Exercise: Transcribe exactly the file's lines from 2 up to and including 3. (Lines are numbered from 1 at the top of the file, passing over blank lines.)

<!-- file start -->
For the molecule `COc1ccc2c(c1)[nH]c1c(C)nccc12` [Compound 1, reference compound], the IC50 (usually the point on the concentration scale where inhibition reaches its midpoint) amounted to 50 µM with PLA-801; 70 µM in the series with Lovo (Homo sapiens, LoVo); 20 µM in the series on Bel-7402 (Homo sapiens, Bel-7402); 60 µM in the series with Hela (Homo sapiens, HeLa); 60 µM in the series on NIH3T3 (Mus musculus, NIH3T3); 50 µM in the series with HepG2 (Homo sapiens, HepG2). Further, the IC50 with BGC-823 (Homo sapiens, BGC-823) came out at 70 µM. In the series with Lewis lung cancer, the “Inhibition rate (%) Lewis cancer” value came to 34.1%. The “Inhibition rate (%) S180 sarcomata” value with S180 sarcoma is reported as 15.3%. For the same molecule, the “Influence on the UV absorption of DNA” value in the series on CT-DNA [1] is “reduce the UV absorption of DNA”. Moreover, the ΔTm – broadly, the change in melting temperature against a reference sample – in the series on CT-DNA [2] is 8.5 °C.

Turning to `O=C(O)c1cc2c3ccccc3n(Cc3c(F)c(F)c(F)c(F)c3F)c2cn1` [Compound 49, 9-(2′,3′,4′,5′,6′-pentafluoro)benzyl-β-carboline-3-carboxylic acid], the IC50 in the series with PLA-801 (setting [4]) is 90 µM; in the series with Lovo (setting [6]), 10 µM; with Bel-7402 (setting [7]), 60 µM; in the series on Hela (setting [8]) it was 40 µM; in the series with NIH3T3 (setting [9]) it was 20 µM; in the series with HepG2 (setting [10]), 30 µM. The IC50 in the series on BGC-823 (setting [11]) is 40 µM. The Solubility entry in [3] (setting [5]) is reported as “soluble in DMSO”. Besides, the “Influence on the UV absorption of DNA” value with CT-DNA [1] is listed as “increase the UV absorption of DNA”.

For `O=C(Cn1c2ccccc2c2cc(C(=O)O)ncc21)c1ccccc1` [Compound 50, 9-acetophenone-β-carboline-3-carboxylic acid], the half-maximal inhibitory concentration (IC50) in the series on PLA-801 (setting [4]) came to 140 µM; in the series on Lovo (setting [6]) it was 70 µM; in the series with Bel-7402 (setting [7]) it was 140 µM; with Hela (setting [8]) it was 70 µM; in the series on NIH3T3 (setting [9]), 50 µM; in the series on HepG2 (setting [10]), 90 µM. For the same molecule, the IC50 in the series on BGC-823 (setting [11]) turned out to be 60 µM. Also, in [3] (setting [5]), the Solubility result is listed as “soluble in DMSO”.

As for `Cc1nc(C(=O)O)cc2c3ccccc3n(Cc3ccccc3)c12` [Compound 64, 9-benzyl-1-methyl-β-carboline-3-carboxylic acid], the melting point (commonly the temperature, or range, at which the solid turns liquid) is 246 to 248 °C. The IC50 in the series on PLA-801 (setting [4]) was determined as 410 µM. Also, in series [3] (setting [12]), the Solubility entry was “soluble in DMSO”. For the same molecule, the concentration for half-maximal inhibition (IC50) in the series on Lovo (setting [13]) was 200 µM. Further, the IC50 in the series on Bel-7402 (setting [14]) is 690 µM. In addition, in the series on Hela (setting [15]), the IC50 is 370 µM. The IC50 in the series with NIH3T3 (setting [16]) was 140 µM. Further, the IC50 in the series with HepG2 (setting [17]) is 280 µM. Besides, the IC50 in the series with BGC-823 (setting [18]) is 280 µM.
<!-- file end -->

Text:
Turning to `O=C(O)c1cc2c3ccccc3n(Cc3c(F)c(F)c(F)c(F)c3F)c2cn1` [Compound 49, 9-(2′,3′,4′,5′,6′-pentafluoro)benzyl-β-carboline-3-carboxylic acid], the IC50 in the series with PLA-801 (setting [4]) is 90 µM; in the series with Lovo (setting [6]), 10 µM; with Bel-7402 (setting [7]), 60 µM; in the series on Hela (setting [8]) it was 40 µM; in the series with NIH3T3 (setting [9]) it was 20 µM; in the series with HepG2 (setting [10]), 30 µM. The IC50 in the series on BGC-823 (setting [11]) is 40 µM. The Solubility entry in [3] (setting [5]) is reported as “soluble in DMSO”. Besides, the “Influence on the UV absorption of DNA” value with CT-DNA [1] is listed as “increase the UV absorption of DNA”.

For `O=C(Cn1c2ccccc2c2cc(C(=O)O)ncc21)c1ccccc1` [Compound 50, 9-acetophenone-β-carboline-3-carboxylic acid], the half-maximal inhibitory concentration (IC50) in the series on PLA-801 (setting [4]) came to 140 µM; in the series on Lovo (setting [6]) it was 70 µM; in the series with Bel-7402 (setting [7]) it was 140 µM; with Hela (setting [8]) it was 70 µM; in the series on NIH3T3 (setting [9]), 50 µM; in the series on HepG2 (setting [10]), 90 µM. For the same molecule, the IC50 in the series on BGC-823 (setting [11]) turned out to be 60 µM. Also, in [3] (setting [5]), the Solubility result is listed as “soluble in DMSO”.